Tax deductions for donations of art to museums is not the biggest issue in budget reconciliation, but it may spark one of the liveliest personal battles between Senate and House members when they meet to write a compromise bill.

One one side is Sen. Daniel Patrick Moynihan (D-N.Y.), a champion of rolling back tight limitations passed in 1986. On the other side is House Ways and Means Committee Chairman Dan Rostenkowski (D-Ill.), who is determined to keep things the way they are.

Squeezed in the center are dozens of museums and the wealthy patrons who donate major artworks and manuscripts.

The issue is a 1986 tax amendment that limited the ability of individuals to take deductions for the appreciated value of donated art works -- that is, the amount that the work increased in value between the time it was purchased and the time it was donated. In general, the limitation affects only the wealthy because it applies only to the alternative minimum tax, paid by taxpayers with so many deductions that their tax rate would fall below 21 percent.

For purposes of the alternative minimum tax, a donation of an artwork is limited to the original purchase price.

For instance, suppose several years ago, someone bought a painting by an obscure artist for $1,000. Today, the artist is celebrated and the value of the painting has risen to $50,000. If the owner donates the painting to a museum, he can deduct the full $50,000 only if the owner is not subject to the alternative minimum tax. Otherwise, the deduction is limited to $1,000.

As a rule, anyone that generous is probably paying the alternative minimum tax.

Joseph Gale, Moynihan's chief counsel, said the 1986 act has eroded donations to museums. He said one study shows major donations down 42 percent.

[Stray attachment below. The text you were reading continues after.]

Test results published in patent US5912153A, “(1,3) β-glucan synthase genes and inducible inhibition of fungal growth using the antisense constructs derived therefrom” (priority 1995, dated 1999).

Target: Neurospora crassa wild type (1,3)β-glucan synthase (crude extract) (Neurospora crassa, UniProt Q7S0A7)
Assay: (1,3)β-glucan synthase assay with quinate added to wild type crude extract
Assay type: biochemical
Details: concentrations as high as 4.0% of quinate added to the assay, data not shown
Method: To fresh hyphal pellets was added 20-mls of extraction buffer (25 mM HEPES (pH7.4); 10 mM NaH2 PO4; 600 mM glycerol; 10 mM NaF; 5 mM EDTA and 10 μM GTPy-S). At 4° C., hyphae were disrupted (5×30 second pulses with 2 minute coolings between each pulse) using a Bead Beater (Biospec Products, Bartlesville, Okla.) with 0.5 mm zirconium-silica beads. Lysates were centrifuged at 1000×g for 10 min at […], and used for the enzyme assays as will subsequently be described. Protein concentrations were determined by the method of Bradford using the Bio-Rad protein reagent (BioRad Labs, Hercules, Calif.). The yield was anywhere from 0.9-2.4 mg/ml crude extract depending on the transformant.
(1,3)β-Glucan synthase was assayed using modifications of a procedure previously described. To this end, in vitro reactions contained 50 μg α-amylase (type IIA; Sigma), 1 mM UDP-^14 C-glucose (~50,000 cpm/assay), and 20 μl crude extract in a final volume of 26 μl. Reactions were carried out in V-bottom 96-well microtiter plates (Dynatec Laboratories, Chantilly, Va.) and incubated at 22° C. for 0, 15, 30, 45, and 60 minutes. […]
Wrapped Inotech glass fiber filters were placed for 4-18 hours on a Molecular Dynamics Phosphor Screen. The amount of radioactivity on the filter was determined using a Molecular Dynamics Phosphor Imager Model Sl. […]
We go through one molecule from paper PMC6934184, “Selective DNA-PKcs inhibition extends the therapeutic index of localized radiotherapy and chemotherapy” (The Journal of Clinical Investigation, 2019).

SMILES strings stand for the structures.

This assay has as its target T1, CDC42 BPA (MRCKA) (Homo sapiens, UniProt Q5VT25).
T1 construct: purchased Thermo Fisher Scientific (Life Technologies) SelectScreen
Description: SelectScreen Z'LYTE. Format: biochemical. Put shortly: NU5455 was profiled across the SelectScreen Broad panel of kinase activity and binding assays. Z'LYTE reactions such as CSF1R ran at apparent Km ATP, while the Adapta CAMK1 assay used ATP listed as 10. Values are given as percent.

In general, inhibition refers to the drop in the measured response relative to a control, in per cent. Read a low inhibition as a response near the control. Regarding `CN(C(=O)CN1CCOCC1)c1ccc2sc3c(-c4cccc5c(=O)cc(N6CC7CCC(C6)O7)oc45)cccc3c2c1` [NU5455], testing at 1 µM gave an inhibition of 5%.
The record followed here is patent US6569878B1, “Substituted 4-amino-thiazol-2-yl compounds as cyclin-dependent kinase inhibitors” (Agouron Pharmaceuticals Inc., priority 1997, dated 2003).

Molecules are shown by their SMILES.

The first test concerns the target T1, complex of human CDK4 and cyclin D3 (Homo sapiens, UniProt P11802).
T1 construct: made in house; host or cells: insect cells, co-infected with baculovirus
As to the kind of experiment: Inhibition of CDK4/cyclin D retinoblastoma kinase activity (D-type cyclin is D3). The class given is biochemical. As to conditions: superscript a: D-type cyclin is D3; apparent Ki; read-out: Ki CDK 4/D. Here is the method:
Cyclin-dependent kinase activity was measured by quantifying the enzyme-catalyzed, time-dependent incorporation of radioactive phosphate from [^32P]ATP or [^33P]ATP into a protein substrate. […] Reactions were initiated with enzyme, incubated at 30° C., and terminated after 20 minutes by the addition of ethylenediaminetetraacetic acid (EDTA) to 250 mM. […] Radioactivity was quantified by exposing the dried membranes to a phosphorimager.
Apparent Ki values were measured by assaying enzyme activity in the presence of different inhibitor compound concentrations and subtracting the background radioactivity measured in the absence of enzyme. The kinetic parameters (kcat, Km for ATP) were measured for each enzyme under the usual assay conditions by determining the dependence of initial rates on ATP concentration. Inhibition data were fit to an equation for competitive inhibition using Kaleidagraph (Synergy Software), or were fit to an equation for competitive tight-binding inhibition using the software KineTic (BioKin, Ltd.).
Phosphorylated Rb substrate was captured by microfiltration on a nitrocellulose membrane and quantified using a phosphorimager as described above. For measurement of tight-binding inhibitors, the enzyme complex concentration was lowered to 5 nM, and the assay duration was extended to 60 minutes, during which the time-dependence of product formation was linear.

However, other 1986 restrictions on donations for charitable giving have had little effect, indicating that Americans in general have continued giving, but the wealthy either are giving less or have switched their charitable donations to areas other than art.

"Charitable giving in general has not suffered as much as the dire predictions," Gale said. "But {donations of} anything that appreciates in value over time has really fallen off."

The 1986 restrictions on appreciated property also applied to stocks, but Moynihan's bill would apply only to paintings, rare manuscripts and other works of art.

Gale said the amendment is necessary "if you're going to keep that piece of the culture thriving." He said Moynihan, likely to be a member of the House-Senate conference committee that writes the budget reconciliation bill, will fight for the amendment.

Sitting across the table from Moynihan, however, will be an 800-pound gorilla, Rostenkowski. And his staff made it clear he will oppose it.

"No {expletive deleted} way," said an aide.

"The Ways and Means Committee has taken a hard line toward any new tax breaks, especially for the rich," said the aide.

Another congressional staffer, anxious not to be identified for fear of being caught in the middle, said survival of the amendment depends on what Moynihan could find to trade for it in a conference that will decide hundreds of issues of interest to someone. A lot will depend on what Rostenkowski might want, the staffer said.

"It has a fighting chance," he said.